Split trunk of an ancient willow on the Somerset Levels

Another view of an ancient, pollarded willow by the side of Godney Road, west of Batch Farm; 29 May 2014.

This is a second view of the tree characterised as a laughing old lady, hereBut in this instance I’m presenting this creature in its correct orientation, and not making any attempt to make it look like anything but a tree.

Instead, this is an exercise in restraint – just as when, in that wonderful time when I helped person an office, I was able to inform an Important Someone who was looking for my boss that he was currently tied up with the auditor.   And, while that golden time is with me for a moment,  I remember us setting up a spreadsheet to record how many times daily our boss walked out of his office, looked harassed, and walked back in again.  Halcyon days …

Anyway.  Anyway.  Often when selectively restoring colour to a black and white image, I heave the slider all the way over and am in danger of producing what that glorious song terms a “technicolor yawn”.  But here the colours are muted.  The ancient tree is not too far off what it should be colourwise, but the leaves to the right are pale and with low colour saturation.  To the left of the tree there is almost no colour at all.  And thanks to the wideangle lens, the view stretches off across a grassy field to some other low trees, which are no more than faint impressions on the horizon.

This is a Minimalist image, perhaps – not in terms of actual content as it contains masses of intricate detail – but, rather,  in terms of its portrayal of colour.  What do you think?

Another image in this series, along with information on pollarding, is here.

D700 with 16-35 Nikkor at 16mm; 800 ISO; Silver Efex Pro 2, starting at the Triste 1 preset and restoring colour.


About Adrian Lewis
Photographer working in monochrome, colour and combinations of the two - with a great liking for all sorts of images, including Minimalism, landscapes, abstracts, soft colour, people, movement, nature - I like to be adventurous in my photography, trying new ideas and working in many genres. And I'm fond of Full English Breakfasts and Duvel golden ale, though not necessarily together.


  1. Meanderer says:

    I think this is beautiful. The colours work extremely well with the subject; a wonderful choice.

    Your comments about high jinks in the office reminded me of my first office job in the days before computers – although there was a computer involved somewhere as I worked on those huge green and white computer data sheets. My adding machine with the tally roll used to break every other week and I was banned from bringing in cake on a Friday. Ah: wonderful 🙂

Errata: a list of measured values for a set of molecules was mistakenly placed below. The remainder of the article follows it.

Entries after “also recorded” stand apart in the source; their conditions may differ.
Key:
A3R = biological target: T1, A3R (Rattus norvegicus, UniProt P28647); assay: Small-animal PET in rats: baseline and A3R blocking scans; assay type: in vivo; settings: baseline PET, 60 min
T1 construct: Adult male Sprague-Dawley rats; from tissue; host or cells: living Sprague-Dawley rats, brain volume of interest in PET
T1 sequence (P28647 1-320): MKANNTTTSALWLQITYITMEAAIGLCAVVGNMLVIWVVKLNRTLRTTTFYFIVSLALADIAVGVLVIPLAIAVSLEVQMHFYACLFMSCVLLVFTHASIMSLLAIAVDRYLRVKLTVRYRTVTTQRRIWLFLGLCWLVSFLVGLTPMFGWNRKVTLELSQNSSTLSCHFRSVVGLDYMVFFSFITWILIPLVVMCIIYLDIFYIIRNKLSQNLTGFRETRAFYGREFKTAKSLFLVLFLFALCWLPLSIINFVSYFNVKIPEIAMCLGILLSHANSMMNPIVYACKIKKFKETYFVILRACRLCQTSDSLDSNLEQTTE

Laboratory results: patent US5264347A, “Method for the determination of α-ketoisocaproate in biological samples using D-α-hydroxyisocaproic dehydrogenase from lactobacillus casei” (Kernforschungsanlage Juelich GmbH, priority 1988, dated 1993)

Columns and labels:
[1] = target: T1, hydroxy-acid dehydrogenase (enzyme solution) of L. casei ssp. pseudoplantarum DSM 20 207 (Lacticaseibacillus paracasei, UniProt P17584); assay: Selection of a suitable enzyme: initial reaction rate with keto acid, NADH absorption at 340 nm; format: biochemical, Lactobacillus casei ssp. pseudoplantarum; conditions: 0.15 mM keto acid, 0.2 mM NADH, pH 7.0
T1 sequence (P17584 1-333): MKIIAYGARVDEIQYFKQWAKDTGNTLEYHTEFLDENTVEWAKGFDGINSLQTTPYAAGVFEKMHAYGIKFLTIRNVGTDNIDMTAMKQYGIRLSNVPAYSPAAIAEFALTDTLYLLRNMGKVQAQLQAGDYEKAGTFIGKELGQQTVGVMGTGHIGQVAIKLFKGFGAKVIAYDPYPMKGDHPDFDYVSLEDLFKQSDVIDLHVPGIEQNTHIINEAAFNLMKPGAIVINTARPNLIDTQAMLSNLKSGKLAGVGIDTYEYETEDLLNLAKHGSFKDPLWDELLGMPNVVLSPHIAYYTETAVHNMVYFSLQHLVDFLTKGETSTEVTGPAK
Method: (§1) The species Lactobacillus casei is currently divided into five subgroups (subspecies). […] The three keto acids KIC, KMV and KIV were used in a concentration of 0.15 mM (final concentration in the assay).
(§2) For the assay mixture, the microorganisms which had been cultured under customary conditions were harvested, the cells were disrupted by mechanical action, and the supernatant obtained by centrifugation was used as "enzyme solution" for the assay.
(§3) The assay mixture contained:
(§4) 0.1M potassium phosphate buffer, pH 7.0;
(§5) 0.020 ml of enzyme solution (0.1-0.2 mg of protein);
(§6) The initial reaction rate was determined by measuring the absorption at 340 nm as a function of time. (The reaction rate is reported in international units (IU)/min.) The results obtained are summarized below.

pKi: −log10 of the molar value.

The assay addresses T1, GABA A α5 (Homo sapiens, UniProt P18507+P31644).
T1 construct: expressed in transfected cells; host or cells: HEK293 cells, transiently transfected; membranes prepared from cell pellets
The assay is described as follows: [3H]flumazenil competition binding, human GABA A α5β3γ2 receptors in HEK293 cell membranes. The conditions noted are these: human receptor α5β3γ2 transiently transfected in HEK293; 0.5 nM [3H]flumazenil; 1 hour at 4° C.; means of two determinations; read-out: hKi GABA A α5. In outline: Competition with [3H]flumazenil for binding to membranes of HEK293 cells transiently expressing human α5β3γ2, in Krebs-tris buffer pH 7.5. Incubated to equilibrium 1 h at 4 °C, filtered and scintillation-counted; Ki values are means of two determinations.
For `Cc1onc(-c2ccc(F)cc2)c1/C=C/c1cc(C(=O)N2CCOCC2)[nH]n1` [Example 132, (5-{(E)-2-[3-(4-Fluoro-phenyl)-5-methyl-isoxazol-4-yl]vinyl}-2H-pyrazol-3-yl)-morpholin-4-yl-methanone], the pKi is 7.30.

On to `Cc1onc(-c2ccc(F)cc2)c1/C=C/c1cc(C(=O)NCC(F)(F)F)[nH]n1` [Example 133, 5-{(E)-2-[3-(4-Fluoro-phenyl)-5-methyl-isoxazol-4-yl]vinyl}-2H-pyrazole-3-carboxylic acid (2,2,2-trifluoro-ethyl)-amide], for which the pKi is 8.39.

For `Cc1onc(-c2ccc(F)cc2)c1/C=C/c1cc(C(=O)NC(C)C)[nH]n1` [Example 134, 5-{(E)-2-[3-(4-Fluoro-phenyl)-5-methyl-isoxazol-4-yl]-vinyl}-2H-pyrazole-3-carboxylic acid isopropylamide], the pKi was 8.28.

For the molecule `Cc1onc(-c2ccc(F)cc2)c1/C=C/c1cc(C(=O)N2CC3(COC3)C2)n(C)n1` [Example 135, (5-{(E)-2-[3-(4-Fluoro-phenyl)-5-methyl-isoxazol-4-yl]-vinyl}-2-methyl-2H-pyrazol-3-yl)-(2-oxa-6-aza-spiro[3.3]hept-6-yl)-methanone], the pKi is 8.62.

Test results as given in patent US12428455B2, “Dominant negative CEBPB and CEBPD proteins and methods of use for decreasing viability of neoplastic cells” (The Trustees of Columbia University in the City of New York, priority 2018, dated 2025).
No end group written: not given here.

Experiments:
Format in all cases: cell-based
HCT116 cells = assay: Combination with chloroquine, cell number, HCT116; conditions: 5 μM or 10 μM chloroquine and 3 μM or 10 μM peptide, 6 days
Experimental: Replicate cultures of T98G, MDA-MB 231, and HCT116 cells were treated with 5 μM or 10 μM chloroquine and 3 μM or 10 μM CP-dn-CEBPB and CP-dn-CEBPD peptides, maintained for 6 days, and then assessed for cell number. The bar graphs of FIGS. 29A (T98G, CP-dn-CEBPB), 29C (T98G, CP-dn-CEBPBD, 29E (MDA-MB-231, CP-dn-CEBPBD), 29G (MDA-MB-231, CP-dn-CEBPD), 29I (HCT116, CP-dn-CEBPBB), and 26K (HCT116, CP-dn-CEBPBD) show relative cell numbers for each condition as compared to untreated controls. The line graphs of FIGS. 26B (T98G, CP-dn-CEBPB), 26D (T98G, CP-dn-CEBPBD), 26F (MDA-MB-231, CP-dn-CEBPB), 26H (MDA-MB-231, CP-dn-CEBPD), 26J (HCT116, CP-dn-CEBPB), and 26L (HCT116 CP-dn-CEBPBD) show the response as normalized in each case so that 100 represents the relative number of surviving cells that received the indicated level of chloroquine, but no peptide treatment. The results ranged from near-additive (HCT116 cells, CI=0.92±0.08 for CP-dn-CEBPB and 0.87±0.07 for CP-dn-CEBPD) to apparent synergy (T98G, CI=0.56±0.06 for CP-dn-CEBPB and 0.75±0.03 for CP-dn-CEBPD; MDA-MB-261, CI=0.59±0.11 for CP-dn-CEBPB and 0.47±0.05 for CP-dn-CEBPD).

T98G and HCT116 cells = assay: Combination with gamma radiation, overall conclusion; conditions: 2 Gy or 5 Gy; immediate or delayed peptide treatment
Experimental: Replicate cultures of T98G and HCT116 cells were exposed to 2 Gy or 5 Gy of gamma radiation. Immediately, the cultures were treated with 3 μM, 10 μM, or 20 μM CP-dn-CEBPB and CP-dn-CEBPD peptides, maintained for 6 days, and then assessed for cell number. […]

• Adrian Lewis says:

      Once again, due to the plants and scenery that you specialise in photographing, I’m especially glad that you like this and that you like it so much – thank you! And once again it was something of an experiment, going out on a limb a bit (no pun intended!).

      Haha, office life, eh? Oh god, what rubbish we have had to go through! And imagine being banned from bringing in cake on Fridays – wow there are some sad people about! ;-D

      Thanks again! A


  2. karijeppesen says:

    Looking at this, my thoughts goes for the book “The wind in the willows” from Kenneth Grahame – that I have near me since I was a little girl… (…smiling so much…)
    …It brings me back…
    Thank you, Adrian!

    Liked by 1 person

    • Adrian Lewis says:

      Now this is a great coincidence, Kari, as I too have a copy of Wind In The Willows, that I have had near me since I was a little (and podgy, even then) boy! It is a treasured book, and I have read it very many times, including recently. I derive a great sense of happiness and wellbeing from it. 🙂 🙂 🙂

      I am extremely glad to have brought this memory back to you – I’m smiling!!! Adrian


      • karijeppesen says:

        I am so glad too, Adrian… and I think I should read it again!!… (…smiling again, and oh, so much!!…)


        • Adrian Lewis says:

          Yes, you definitely should read it again. There are some people who never read a book more than once, my daughter is one, but I read enjoyable books time and time again and, as well as always enjoying them, nearly always find something that I hadn’t spotted or appreciated before.

          But with a book like WitW, well such books are truly magical and, really, they can’t be read too often – I prescribe it to you, in regular doses, for the rest of your life – and you should trust me, because I’m a doctor!!!!!! ;-D A


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